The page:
Posted by Scott at 7:50 AM
Friday, April 18, 2008
Cindy and I ate ate some sausage pizza late last night. And some humus and Wheat Thins.
This may have contributed to me waking up all night long and finally throwing in the towel about 4:30 a.m. I got up and watched the news, hoping to go back to sleep.
(I know. Riveting post so far. Hang on; the drama builds slowly.)
At 5:30, I was still wide awake and enjoying such powerful Indiana news stories as the reported UFO sightings near Kokomo. They had some cool night-vision video of lights and stuff, but the Air Force is reporting it was just some F-Somethings breaking the sound barrier. (Likely a cover-up?)
At 5:38, our house began to shake like the spin cycle had reached full tilt. However, I knew that, even though we do a lot of laundry, we don't do it until we have to, and nobody HAS to do laundry at 5:38 a.m. The dishes rattled in the cupboard, and every seam in the house and roof seemed to creak while a low rumble lasted for at least 30 seconds.
My first thought was UFO's of course, so I continued to watch the news to see how long it would take the Air Force to come up with another cover-up to throw us off the trail of those brain-sucking extraterrestrials.
Turns out it was just an earthquake, 5.4 magnitude, about 70 miles away. (Update: it's been downgraded to a 5.2. Now don't I feel silly for making this big a deal?)
We don't get that kind of action around here much, so you'll be happy to know that our local stations are pre-empting the Today show and Good Morning America in order to keep things local with this late-breaking news.
"The shaking woke me up," one caller claimed. "My bed shook and moved about two or three feet." Another person reported "several lamps" falling off stands and other such happenings.
These people were even farther from the center than us. While there was a good rumble and shake, I'm guessing there's some overdramatization.
Either that, or somebody has bedroom floors with a 30-degree slant to begin with and end tables and lamp stands built out of toothpicks.
I just wanted you to know that if word of a gaping hole created in the earth in southwest Indiana makes the news in YOUR area, don't worry about us. I was able to rescue our family from under the pile of bricks and debris.
Posted by Scott at 7:18 AM
Thursday, April 17, 2008
Oops. I forgot to tell Greek GRITS Tammy and Hospitality Lane Becky K. that I had already called time out before they "tagged" me. Naw. Just kidding, friends. I'm such a good sport that I'll appease both of you sweet ladies at the same time with a combined post.
One of the tags requests 7 random or weird facts about me; the other wants to know what I was doing 10 years ago, what's on my to-do list tomorrow, what snacks I like and what I'd do if I were a billionaire.
So as I pull those out of the blender...
Here are the 7 random or weird items on my to-do list from 10 years ago when I was a billionaire in the snack food industry:
1. Have a talk with the governess about being quieter in the mornings
when taking care of our almost 2-year-old Cassie. Cindy and I need a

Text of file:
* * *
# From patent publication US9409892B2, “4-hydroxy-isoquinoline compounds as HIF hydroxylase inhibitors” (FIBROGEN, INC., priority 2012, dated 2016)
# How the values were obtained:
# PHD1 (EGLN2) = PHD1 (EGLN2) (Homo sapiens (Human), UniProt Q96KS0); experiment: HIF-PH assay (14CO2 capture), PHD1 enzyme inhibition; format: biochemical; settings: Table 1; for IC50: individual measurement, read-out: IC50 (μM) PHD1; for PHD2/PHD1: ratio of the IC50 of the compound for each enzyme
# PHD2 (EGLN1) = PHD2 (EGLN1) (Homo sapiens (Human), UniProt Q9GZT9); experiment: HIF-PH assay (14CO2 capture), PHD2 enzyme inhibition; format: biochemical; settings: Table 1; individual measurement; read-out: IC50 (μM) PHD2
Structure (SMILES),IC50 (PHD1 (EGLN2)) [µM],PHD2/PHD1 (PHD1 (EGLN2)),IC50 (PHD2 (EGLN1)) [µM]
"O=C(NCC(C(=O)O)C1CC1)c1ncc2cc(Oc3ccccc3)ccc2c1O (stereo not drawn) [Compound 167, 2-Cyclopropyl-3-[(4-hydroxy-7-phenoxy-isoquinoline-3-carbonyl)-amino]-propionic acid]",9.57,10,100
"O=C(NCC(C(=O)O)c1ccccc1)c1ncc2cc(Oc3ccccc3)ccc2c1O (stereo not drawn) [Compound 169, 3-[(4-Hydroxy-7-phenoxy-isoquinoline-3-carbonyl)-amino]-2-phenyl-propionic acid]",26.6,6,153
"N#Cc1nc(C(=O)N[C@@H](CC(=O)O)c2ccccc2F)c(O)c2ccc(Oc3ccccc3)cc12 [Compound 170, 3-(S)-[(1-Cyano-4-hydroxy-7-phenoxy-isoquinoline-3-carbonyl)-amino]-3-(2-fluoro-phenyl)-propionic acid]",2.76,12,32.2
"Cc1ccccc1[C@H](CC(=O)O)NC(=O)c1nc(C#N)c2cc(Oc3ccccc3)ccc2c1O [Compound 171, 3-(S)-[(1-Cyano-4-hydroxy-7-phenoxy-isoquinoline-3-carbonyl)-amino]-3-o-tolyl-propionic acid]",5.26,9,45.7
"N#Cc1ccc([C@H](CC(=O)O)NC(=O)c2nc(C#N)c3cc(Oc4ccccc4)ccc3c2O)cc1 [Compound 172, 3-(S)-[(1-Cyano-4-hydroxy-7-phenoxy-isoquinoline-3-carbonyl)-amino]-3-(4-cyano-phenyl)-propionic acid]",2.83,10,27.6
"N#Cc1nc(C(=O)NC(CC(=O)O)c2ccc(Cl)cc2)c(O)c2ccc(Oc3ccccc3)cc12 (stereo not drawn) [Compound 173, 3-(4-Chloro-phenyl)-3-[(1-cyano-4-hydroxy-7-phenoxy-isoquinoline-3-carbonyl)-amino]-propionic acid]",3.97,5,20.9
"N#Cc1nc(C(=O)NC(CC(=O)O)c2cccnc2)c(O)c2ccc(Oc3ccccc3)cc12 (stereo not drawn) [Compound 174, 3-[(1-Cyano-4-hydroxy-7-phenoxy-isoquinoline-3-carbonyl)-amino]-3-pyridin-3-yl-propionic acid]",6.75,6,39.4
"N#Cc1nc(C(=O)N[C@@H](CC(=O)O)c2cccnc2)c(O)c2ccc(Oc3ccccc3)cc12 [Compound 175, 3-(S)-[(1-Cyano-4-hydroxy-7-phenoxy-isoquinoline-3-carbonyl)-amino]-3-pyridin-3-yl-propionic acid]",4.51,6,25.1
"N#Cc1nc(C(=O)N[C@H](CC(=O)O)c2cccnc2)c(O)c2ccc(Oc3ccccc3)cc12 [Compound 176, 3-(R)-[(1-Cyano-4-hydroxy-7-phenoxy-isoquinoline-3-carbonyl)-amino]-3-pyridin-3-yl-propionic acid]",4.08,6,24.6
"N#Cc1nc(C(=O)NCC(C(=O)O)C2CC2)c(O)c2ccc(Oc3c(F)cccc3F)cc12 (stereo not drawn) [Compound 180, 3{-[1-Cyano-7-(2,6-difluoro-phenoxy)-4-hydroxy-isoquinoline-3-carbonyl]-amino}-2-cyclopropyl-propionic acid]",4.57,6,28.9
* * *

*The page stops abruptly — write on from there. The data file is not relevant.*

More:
little more shut-eye after jetting back so late from Paris.
2. Wallpaper the guest room with 100-dollar bills and caviar.
3. Buy a country villa...or a country.
4. Remind Cindy to decide which tux I should wear at the gala for the
opening of the new wing at the hospital named after me. (The "Honey, I
Operated On the Kids" Wing?)
5. Go hunting for bald eagles. It's never to early to plan for
6. Hire someone to learn Japanese for me.
7. Adopt at least a dozen children. (I put this one in here
for you, Cindy. I know 12 is a low number, but this is just one day's
to-do list. We can adopt another 12 next week, babe.)
Wow. That was fun. It feels kind of freeing to be so vulnerable and real with you all like this.
Because I have little experience with this process, consider yourself tagged if:
1. "E" is the third letter of your middle name.
2. Your pet and/or child peed on your couch in the last week.
3. You just colored your hair for the 3rd time in 2 days.
4. Your answering machine only has messages from political campaigns or research groups.
5. You're on bed rest.
6. You eat braunschweiger.
7. You still own a phone with a cord.
(I assure you, if ALL of those apply to you and you still don't want to be tagged, just write me and I'll send you the exemption paperwork. If really shouldn't take more than a few hours to fill out; I'm sure you'll think it's worth it.)
Posted by Scott at 7:31 AM
Wednesday, April 16, 2008
My latest addiction involves what my 7-year-old daughter received from Grandma for her birthday.
It's a cool marble track that you build, and then the marbles can go down the different paths and twists and turns.
I'm not exaggerating when I say I have gotten up in the morning and played with this by myself before the girls were ready for school. You can't imagine the satisfying rush of creating a tower four feet tall with four different routes for the marbles to travel. Then I like to place the funnel piece near the end for all the paths to converge into. All the marbles will spin forever in that section before finally dropping into the tray at the bottom.
I'm getting the shakes and starting to sweat just writing about it.
Our girls like it too, as do other kids who traipse through our home.
I'm not sure where my mother-in-law got this set, but there's a website on the box: http://www.mindwareonline.com/
Now I have to go build another track. Will someone call the office for me this morning and let them know I won't be in? Tell them I lost my marbles. Thanks.
Tuesday, April 15, 2008
Another Tuesday night, another hour glued to American Idol.